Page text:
I got pregnant for Nana. I was scared to death of what my parents were going to say and what my church was going to do to me. Most importantly, I was scared about what Nana would say so for two months, I kept the pregnancy from him. I wanted to tell him very late so he wouldn’t tell me to get rid of it. Later when I told him, he said, “But why did you wait this long before telling me? You didn’t want me to know?” I told him, “I was scared. I was scared about everything and everyone. I didn’t know what to say or do to make the fear go away. It’s the reason I couldn’t say it right from the start.”
He hugged me. I felt comforted. He looked into my eyes and said, “Everything would be fine. You need not be scared. We’ll have it together. You’ll be the mother and I will be the father. No need to be scared.” I cried that very moment. I don’t know what made me cry after hearing him say all that. It could be tears of joy. It could be out of the comfort that he was going to be there with me through it all. It could be anything but one thing I was sure of was that it was a positive feeling.
Our relationship was only four months old. Crazy right? I didn’t know him too well because he wasn’t staying in town. He was working in town but travelled back every other weekend. Sometimes he could go for a whole month without coming back. It was the reason I kept his proposal on hold for over a month. It was our second shuperu that brought the pregnancy. Because of what he told me, I developed the courage of a lion and went to my parents and told them what was at stake. As a church elder, my dad went ballistic. He was thinking about what the church would say to him; “That I’m a bad father? That I don’t know how to keep my own home? You don’t even have a job. We feed you so how dare you bring a pregnancy home?”
I was calm in my demeanour. I told him, “Dad, I’m sorry but the man in question is ready to marry me. He will come home and do what’s right before things begin to show. You don’t have to worry too much but I’m deeply sorry for the shame I’d brought on you.” My mom screamed from the side, “Utter nonsense! Who is that guy? Where did you meet him and what does he do? How did you even know he was good for you? Is he also in the church? Oh, Kuukua, you’ve embarrassed us. Upon all the home training we gave you, is that how you decide to pay us back? You shame me.”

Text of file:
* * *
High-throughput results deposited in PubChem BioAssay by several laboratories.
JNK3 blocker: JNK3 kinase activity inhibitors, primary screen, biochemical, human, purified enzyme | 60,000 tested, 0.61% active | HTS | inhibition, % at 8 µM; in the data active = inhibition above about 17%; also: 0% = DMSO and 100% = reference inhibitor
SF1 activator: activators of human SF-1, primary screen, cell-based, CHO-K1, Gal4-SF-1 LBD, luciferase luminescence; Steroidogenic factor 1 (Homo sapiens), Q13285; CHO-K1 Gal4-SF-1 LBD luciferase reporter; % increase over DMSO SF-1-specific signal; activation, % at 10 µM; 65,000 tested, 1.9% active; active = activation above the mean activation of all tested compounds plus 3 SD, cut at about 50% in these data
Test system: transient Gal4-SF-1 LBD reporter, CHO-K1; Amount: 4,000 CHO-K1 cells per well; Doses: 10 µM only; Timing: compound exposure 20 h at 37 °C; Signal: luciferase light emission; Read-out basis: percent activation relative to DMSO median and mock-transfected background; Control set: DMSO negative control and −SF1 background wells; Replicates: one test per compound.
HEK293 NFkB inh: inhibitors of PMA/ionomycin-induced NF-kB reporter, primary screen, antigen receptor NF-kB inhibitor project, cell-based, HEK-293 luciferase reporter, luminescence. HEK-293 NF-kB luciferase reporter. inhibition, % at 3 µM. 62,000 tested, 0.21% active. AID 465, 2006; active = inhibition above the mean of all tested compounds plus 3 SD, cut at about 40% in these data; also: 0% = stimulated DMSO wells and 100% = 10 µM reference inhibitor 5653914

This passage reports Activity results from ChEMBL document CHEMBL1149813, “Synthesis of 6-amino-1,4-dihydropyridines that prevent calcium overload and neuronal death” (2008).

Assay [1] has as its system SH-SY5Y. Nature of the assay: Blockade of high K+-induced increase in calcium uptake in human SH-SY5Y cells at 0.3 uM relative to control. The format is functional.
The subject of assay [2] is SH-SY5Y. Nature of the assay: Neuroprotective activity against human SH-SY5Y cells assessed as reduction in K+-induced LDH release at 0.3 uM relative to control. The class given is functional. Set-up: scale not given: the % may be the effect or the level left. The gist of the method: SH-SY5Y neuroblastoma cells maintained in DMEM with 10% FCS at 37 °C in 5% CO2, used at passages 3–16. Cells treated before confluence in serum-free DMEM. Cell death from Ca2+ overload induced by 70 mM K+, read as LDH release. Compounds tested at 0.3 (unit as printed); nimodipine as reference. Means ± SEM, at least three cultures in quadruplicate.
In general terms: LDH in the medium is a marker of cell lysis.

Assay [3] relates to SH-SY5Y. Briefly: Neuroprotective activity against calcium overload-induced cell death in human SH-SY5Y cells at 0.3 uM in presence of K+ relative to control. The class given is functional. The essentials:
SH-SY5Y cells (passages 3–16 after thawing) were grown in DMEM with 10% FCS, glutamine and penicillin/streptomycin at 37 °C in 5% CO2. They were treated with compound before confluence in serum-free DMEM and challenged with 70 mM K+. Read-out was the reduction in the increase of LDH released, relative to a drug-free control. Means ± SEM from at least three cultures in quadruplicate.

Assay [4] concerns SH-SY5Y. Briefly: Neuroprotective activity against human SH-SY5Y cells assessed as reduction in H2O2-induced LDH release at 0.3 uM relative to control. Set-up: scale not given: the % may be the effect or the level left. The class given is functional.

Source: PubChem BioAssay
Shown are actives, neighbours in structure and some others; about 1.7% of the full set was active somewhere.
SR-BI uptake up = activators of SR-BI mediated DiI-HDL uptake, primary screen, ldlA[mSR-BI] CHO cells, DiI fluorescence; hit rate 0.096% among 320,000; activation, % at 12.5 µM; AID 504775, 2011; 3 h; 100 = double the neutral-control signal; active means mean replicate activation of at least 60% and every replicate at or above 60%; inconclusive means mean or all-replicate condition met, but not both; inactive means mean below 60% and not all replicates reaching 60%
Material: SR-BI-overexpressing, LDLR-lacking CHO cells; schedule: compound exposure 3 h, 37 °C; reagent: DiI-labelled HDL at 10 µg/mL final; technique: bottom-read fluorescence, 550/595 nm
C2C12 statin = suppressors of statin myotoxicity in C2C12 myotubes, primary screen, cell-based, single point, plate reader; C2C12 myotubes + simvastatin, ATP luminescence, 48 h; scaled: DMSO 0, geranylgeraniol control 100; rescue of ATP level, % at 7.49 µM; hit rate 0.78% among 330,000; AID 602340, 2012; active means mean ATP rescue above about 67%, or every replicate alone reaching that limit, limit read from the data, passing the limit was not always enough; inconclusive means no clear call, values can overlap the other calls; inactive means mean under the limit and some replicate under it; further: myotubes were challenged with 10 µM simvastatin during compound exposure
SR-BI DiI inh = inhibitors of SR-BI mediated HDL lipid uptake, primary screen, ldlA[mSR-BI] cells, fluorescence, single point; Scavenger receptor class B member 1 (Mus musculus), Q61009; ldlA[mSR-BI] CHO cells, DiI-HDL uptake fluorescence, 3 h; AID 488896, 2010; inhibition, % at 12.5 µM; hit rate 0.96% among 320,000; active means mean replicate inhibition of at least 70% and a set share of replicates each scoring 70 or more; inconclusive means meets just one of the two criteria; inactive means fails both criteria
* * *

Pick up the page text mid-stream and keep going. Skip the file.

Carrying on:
Everything was expected so I didn’t take it to heart. When they calmed down they asked me to bring the man home. I called Nana to tell him about it. “My parents want to meet you. I’ve told them about it and they want to meet you to discuss the way forward.” He asked, “Were they angry? Are you sure when they see me they won’t try to arrest me?” I laughed. I told him, “I’m not underage. You’re talking to a 25-year-old woman. All I need is a job and I will be my own woman. Come home and let’s talk things over.”
That was the last conversation we had before he disappeared for two weeks. He was out of town. He didn’t pick up my calls or respond to my text messages. I went to his office looking for him, asking everyone around there if they had heard anything about him. One lady told me, “Nana is on leave. His wedding is this weekend and I don’t think he would be back until after his honeymoon. I laughed. “You’re mistaken. You don’t know this Nana I’m talking about. He’s not married and he’s not marrying anytime soon. Tall, fair and had a gap between his teeth.” She mentioned the surname and I said, “Yeah, that’s the Nana I’m talking about.” She said, “That’s exactly the one I’m also talking about.”
I could hear the rhythm of my heartbeat so loud as though it was a stereo. I thanked her and walked away quickly before she could see the tears threatening to fall off from my eyes. “Nana? Getting married? Is that a dream? Maybe it’s a prank. This can’t be possible.” I called his phone several times and it was not reachable. I used someone’s phone to call him and it went through. He picked up the call and was like, “Why are you calling me with this number?” I answered, “Because you’ve blocked my number. You’re getting married this Saturday so you’re running away from me. Nana…”